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On Tuesday, the Save Minor League Baseball Task Force introduced a congressional resolution to keep Major League Baseball from their plan to disaffiliate dozens of Minor League Baseball teams before the 2021 season. A bipartisan group comprised of the task force’s co-chairs — Lori Trahan (Democrat, Massachusetts), David McKinley (Republican, West Virginia), Max Rose (Democrat, New York), and Mike Simpson (Republican, New York) — introduced the resolution, which makes three points within, that all tie back to one main point: don’t get rid of these teams:
Now, therefore, be it Resolved,
That the House of Representatives—
(1) supports the preservation of Minor League Baseball in 160 American communities;
(2) recognizes the unique social, economic, and historic contributions that Minor League Baseball has made to American life and culture; and
(3) encourages continuation of the 117-year foundation of the Minor Leagues in 160 communities through continued affiliations with Major League Baseball.
You can find the full text here, stuffed full of all of the Whereas you need that mention attendance (over 40 million for the 15th year running), MiLB’s donations to local communities (15,000 volunteer hours, $45 million in cash and in-kind gifts), and MiLB’s place as the only touchstone for pro ball in many, many communities. The primary points are the ones above, though, and the task force is seeking to pass those points as a resolution to make theirs known to MLB.
Before we dive into what this means or could mean, let’s take a step back, and discuss what a resolution is. It won’t take long to do so: a resolution is basically the same as a bill once it passes and in the process of passing it. However, they’re used for different things. Congress can’t exactly pass a bill into law stating that MLB can’t disaffiliate from these MiLB teams, but they can pass a resolution like the above to let MLB know they strongly and officially disapprove of this measure, and in doing so can show the league that Congress isn’t going to be thrilled about disaffiliation if it happens or even if it looks like it’s about to happen.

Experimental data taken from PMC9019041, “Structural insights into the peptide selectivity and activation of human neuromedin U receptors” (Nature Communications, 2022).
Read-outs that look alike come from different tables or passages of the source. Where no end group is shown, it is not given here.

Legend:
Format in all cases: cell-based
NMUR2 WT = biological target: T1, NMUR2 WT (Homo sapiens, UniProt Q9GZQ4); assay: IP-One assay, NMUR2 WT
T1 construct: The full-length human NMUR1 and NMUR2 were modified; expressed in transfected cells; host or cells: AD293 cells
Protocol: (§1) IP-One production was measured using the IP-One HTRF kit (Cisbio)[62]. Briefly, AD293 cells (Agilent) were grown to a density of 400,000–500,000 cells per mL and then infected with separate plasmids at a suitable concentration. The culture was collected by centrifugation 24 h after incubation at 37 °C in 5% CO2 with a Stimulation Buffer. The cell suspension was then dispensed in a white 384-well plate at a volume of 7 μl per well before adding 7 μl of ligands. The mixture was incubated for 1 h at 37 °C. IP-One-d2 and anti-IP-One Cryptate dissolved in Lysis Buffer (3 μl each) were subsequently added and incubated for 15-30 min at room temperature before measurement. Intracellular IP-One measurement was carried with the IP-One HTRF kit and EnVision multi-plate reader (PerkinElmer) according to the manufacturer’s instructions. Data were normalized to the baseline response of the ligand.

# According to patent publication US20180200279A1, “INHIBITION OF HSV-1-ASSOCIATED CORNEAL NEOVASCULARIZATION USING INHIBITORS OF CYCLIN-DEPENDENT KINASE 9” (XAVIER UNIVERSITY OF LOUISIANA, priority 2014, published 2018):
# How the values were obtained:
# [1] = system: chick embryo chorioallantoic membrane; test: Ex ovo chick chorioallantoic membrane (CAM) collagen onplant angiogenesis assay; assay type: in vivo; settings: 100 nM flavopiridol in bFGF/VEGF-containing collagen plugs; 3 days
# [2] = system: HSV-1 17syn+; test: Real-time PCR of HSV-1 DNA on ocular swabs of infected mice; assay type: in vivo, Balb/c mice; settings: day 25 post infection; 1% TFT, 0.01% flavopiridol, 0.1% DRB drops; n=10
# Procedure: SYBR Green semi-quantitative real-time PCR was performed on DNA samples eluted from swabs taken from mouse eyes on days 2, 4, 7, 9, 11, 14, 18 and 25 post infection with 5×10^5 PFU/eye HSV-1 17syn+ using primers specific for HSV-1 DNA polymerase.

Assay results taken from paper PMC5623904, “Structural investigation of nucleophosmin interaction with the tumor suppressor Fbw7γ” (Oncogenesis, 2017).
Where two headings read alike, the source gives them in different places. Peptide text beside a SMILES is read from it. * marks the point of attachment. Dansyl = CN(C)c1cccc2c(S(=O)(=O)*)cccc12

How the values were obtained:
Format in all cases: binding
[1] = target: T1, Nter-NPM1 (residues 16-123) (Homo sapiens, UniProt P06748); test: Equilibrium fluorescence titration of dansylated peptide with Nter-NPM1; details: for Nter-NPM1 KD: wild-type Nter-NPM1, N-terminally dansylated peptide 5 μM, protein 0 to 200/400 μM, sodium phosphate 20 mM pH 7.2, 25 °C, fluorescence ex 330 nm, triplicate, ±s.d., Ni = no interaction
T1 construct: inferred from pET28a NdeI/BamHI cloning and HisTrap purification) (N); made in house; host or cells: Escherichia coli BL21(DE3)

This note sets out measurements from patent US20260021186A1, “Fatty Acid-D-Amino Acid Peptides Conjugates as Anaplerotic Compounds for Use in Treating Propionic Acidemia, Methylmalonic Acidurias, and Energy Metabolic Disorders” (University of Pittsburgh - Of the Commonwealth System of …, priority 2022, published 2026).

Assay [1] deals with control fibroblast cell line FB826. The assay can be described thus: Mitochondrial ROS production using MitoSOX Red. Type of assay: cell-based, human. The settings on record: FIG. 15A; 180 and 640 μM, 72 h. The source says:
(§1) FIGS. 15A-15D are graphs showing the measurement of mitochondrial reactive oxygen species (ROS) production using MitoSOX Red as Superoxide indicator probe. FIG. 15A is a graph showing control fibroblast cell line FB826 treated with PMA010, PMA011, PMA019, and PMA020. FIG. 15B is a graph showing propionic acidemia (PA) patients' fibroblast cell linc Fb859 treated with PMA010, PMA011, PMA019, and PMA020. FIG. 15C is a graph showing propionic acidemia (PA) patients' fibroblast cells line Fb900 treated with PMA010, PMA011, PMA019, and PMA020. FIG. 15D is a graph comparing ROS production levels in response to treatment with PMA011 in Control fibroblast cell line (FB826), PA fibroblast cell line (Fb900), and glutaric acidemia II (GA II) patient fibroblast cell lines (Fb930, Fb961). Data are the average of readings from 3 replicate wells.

Hypothetically, if this resolution passed in both the House of Representatives and the Senate and then got the approval of the president, then Major League Baseball would get the hint that there is going to be political trouble for them if they push forward with their plan to disaffiliate. In theory, this trouble would take the form of a threat to remove MLB’s antitrust exemption, the existence of which is something Congress can get rid of. The courts don’t need to be brought in at all for everything to change for MLB in this regard, for around 100 years of legalized monopoly to suddenly be in danger.
This isn’t just hypothesizing, of course: Trahan suggested as much when we spoke in late-2019:
When asked about what lengths Trahan and Co. were willing to go to, Trahan said that, “It might be too early to say, but I do believe everything is on the table. The MLB does not exist in a vacuum: for over a century, Congress has taken numerous actions, specifically designed to protect and preserve and sustain a system and a structure for both Major and Minor League Baseball to flourish.”